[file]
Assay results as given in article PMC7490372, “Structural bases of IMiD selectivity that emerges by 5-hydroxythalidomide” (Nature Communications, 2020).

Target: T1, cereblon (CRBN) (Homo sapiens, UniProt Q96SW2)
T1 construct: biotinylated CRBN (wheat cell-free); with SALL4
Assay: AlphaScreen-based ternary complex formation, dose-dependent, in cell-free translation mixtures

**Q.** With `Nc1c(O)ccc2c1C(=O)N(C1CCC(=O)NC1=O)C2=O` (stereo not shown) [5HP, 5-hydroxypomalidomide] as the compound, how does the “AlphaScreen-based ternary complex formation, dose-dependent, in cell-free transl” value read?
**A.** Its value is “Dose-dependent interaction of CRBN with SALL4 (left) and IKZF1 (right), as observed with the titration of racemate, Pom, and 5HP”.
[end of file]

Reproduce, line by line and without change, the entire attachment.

Assay results as given in article PMC7490372, “Structural bases of IMiD selectivity that emerges by 5-hydroxythalidomide” (Nature Communications, 2020).

Target: T1, cereblon (CRBN) (Homo sapiens, UniProt Q96SW2)
T1 construct: biotinylated CRBN (wheat cell-free); with SALL4
Assay: AlphaScreen-based ternary complex formation, dose-dependent, in cell-free translation mixtures

**Q.** With `Nc1c(O)ccc2c1C(=O)N(C1CCC(=O)NC1=O)C2=O` (stereo not shown) [5HP, 5-hydroxypomalidomide] as the compound, how does the “AlphaScreen-based ternary complex formation, dose-dependent, in cell-free transl” value read?
**A.** Its value is “Dose-dependent interaction of CRBN with SALL4 (left) and IKZF1 (right), as observed with the titration of racemate, Pom, and 5HP”.